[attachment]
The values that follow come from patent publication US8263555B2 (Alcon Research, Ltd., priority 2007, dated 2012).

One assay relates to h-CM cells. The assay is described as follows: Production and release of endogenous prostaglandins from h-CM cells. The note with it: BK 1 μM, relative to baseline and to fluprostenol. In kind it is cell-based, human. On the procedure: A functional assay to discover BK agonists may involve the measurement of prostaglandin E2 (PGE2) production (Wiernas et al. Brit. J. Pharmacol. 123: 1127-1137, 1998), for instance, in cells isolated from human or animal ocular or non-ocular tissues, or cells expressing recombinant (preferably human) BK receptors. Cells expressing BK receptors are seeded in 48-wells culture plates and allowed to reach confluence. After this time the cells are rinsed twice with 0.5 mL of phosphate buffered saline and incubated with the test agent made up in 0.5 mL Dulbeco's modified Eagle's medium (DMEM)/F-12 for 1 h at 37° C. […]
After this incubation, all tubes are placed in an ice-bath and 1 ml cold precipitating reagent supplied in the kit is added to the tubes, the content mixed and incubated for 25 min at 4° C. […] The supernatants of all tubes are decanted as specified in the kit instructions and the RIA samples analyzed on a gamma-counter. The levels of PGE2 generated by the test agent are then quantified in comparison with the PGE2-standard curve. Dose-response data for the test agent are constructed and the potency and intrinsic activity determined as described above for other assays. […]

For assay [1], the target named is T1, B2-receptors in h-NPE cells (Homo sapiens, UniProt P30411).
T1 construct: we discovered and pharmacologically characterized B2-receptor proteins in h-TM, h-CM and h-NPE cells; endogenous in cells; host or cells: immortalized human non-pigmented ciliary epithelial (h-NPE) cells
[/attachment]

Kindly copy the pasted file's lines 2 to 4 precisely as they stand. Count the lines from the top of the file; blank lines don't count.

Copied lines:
One assay relates to h-CM cells. The assay is described as follows: Production and release of endogenous prostaglandins from h-CM cells. The note with it: BK 1 μM, relative to baseline and to fluprostenol. In kind it is cell-based, human. On the procedure: A functional assay to discover BK agonists may involve the measurement of prostaglandin E2 (PGE2) production (Wiernas et al. Brit. J. Pharmacol. 123: 1127-1137, 1998), for instance, in cells isolated from human or animal ocular or non-ocular tissues, or cells expressing recombinant (preferably human) BK receptors. Cells expressing BK receptors are seeded in 48-wells culture plates and allowed to reach confluence. After this time the cells are rinsed twice with 0.5 mL of phosphate buffered saline and incubated with the test agent made up in 0.5 mL Dulbeco's modified Eagle's medium (DMEM)/F-12 for 1 h at 37° C. […]
After this incubation, all tubes are placed in an ice-bath and 1 ml cold precipitating reagent supplied in the kit is added to the tubes, the content mixed and incubated for 25 min at 4° C. […] The supernatants of all tubes are decanted as specified in the kit instructions and the RIA samples analyzed on a gamma-counter. The levels of PGE2 generated by the test agent are then quantified in comparison with the PGE2-standard curve. Dose-response data for the test agent are constructed and the potency and intrinsic activity determined as described above for other assays. […]

For assay [1], the target named is T1, B2-receptors in h-NPE cells (Homo sapiens, UniProt P30411).